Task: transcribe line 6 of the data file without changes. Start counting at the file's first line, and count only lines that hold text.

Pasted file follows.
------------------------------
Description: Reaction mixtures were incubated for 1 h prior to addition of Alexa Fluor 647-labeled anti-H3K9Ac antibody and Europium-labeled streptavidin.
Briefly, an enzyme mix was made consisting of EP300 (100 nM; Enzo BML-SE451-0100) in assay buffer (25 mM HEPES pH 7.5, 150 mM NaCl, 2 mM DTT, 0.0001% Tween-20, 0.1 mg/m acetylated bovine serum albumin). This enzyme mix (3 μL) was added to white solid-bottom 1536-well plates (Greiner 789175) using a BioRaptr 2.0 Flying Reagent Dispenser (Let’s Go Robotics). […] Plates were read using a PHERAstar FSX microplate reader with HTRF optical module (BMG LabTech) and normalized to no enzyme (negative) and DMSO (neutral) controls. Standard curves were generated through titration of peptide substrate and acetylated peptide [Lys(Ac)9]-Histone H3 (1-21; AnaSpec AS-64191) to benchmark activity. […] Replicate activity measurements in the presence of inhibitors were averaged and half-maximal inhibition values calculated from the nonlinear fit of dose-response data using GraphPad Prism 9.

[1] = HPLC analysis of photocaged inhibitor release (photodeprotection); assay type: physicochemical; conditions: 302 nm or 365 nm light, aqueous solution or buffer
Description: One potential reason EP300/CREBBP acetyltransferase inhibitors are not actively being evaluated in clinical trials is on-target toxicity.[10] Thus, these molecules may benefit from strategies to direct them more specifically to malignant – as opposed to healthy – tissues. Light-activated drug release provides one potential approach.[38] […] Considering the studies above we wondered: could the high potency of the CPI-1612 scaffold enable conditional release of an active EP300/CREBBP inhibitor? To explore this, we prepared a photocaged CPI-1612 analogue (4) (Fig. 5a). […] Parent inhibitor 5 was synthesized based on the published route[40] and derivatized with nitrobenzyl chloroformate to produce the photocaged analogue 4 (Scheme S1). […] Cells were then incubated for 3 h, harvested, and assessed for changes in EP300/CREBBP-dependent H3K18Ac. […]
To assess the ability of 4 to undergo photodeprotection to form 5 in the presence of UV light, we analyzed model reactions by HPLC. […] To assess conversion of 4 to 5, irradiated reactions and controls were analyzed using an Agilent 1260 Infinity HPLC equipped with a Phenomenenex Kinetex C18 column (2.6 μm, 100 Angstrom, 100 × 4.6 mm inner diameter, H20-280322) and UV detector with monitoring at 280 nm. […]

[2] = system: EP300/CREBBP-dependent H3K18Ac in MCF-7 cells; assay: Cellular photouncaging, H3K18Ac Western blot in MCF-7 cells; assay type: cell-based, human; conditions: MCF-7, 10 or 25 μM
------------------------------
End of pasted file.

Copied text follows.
[2] = system: EP300/CREBBP-dependent H3K18Ac in MCF-7 cells; assay: Cellular photouncaging, H3K18Ac Western blot in MCF-7 cells; assay type: cell-based, human; conditions: MCF-7, 10 or 25 μM